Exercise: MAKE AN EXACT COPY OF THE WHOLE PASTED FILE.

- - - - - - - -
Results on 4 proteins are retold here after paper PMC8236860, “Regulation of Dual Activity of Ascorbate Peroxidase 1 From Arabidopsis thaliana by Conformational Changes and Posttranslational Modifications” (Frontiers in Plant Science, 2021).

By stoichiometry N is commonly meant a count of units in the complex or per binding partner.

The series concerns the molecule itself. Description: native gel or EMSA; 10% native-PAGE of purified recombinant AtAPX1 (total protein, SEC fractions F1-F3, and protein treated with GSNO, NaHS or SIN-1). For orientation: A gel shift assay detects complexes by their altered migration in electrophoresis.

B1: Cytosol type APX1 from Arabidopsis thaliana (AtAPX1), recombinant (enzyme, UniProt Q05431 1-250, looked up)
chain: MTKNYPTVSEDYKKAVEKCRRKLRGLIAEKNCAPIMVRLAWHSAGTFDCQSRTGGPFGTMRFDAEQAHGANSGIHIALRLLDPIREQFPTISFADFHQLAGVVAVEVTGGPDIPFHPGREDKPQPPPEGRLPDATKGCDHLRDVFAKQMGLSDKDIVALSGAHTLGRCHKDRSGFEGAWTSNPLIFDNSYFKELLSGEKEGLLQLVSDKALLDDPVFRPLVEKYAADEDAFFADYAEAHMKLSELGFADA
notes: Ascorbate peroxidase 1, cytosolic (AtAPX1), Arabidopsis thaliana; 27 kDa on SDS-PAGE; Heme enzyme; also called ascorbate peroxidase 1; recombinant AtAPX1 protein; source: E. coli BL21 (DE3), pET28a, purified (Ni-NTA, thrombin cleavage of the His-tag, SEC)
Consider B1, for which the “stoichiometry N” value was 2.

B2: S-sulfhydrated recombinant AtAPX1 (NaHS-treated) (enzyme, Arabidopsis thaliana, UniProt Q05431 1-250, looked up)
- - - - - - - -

Results on 4 proteins are retold here after paper PMC8236860, “Regulation of Dual Activity of Ascorbate Peroxidase 1 From Arabidopsis thaliana by Conformational Changes and Posttranslational Modifications” (Frontiers in Plant Science, 2021).

By stoichiometry N is commonly meant a count of units in the complex or per binding partner.

The series concerns the molecule itself. Description: native gel or EMSA; 10% native-PAGE of purified recombinant AtAPX1 (total protein, SEC fractions F1-F3, and protein treated with GSNO, NaHS or SIN-1). For orientation: A gel shift assay detects complexes by their altered migration in electrophoresis.

B1: Cytosol type APX1 from Arabidopsis thaliana (AtAPX1), recombinant (enzyme, UniProt Q05431 1-250, looked up)
chain: MTKNYPTVSEDYKKAVEKCRRKLRGLIAEKNCAPIMVRLAWHSAGTFDCQSRTGGPFGTMRFDAEQAHGANSGIHIALRLLDPIREQFPTISFADFHQLAGVVAVEVTGGPDIPFHPGREDKPQPPPEGRLPDATKGCDHLRDVFAKQMGLSDKDIVALSGAHTLGRCHKDRSGFEGAWTSNPLIFDNSYFKELLSGEKEGLLQLVSDKALLDDPVFRPLVEKYAADEDAFFADYAEAHMKLSELGFADA
notes: Ascorbate peroxidase 1, cytosolic (AtAPX1), Arabidopsis thaliana; 27 kDa on SDS-PAGE; Heme enzyme; also called ascorbate peroxidase 1; recombinant AtAPX1 protein; source: E. coli BL21 (DE3), pET28a, purified (Ni-NTA, thrombin cleavage of the His-tag, SEC)
Consider B1, for which the “stoichiometry N” value was 2.

B2: S-sulfhydrated recombinant AtAPX1 (NaHS-treated) (enzyme, Arabidopsis thaliana, UniProt Q05431 1-250, looked up)